The encounters can be LONG, to little effect. Room three of the temple is a normal guardroom. Nothing really special. Snake-man pictograms on the ceiling. The text is a column long. An intro paragraph telling us the room is 20×30 (which we know from the map) and it’s got a 15’ ceiling (irrelevant to the adventure and doesn’t really set a mood at all) and then three GIANT stat blocks that look like they came straight out of the bad old days of 3e and/or Pathfinder. It ends with another paragraph telling us where the exits lead to which, again, we already know from the map. A column of text. This sort of expansive use of text for “normal” things is perhaps the adventures greatest fault. The temple has interesting layout for what is, essentially, a linear hallway, but the emphasis is on the mundane instead of the unusual. There’s a giant jeweled idol in one area, the kind every adventurer dreams of prying the jeweled scales off of. We’re told that desecrating the idol should causes curses and misfortunes as the DM sees fit. But, THAT’S what the fuck we’re paying the designer for! We’re not paying to be told that a room is 30×20 feet. We can see that from the fucking map. We’re paying for the unusual, the interesting, the imaginative. A constructed world of interlocking parts. We’re not paying to be told to roll for our treasure or make out own snake-god themed curses. A cult village doesn’t need to have gonzo elements to be good. But it doesn’t need five pages, as this one does, if all you’re going to tell us is the mundane. Placing an emphasis on how the party will interact is where the effort should have been spent. Guards. Patrols. Things to thwart sneaking around. To get to the temple, and so on.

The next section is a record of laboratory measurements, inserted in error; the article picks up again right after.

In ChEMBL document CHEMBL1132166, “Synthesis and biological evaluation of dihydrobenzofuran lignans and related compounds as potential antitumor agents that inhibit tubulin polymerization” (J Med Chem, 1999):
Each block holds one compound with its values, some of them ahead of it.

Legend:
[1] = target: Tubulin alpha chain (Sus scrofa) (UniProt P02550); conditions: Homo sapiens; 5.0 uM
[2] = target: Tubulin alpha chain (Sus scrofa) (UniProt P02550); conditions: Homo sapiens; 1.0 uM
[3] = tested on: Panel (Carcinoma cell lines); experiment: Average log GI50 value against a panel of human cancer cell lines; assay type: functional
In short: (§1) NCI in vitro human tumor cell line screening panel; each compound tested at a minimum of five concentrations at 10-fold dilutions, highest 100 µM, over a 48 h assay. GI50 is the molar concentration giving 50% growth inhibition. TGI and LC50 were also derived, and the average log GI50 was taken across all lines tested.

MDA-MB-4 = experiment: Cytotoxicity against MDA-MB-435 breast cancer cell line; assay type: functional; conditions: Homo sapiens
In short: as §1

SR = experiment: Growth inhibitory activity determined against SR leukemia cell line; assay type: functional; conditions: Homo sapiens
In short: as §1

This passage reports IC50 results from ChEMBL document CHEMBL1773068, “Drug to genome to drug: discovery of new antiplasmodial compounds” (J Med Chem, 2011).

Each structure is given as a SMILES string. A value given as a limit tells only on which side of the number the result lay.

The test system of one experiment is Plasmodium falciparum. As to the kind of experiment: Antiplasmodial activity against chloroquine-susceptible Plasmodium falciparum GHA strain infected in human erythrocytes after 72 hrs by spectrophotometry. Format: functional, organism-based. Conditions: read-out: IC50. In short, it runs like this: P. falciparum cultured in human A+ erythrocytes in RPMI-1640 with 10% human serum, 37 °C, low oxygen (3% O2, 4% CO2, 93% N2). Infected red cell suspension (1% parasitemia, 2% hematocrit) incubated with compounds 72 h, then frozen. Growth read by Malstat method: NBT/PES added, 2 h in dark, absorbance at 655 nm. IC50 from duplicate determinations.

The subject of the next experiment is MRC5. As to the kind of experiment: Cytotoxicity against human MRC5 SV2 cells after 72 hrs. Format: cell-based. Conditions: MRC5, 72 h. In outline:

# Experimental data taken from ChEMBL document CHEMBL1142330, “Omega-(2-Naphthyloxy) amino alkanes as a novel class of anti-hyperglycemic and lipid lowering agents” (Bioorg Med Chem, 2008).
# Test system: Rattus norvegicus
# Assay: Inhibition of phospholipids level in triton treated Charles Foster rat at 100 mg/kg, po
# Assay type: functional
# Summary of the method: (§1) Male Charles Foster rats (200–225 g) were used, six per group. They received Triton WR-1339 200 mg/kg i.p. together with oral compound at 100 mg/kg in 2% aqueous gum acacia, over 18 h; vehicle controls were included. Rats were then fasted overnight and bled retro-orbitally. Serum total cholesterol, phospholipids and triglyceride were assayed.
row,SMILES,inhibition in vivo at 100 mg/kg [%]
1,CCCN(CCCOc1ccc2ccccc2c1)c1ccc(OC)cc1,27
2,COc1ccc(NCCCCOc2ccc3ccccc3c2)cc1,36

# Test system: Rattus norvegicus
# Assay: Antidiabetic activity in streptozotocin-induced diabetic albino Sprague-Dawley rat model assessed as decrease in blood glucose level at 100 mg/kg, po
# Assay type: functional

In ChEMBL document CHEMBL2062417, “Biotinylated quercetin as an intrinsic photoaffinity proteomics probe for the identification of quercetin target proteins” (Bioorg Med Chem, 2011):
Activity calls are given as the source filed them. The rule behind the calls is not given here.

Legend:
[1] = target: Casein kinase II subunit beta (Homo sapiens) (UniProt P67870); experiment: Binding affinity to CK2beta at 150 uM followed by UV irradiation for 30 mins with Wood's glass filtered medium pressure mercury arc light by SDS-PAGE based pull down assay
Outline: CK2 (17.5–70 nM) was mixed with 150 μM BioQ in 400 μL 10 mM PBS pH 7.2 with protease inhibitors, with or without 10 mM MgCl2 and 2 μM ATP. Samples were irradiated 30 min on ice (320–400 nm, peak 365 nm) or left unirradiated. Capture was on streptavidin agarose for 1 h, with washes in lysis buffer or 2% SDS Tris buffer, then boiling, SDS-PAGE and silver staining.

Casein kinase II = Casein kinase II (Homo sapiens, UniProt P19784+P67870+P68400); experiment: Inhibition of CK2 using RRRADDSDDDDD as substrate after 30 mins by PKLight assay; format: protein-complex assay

The preview, on DriveThru, is only four pages long. It doesn’t really show you anything of the text you’re likely to encounter in the adventure. That’s not a very effective preview. It does include the table of contents, which is helpful, such that it is.https://www.drivethrurpg.com/product/156193/Forgotten-Fane-of-the-Coiled-Goddess?affiliate_id=1892600
I’m disappointed with this adventure. Thus far, I’m pretty sure that the best AS&SH adventure I’ve seen has been the Crypts & Things adventure Blood of the Dragon. If you know of a better one then stick it in the comments. I don’t feel like anything I’ve seen so far lives up to the potential of AS&SH and I’d like to make sure I’m giving it a fair shake.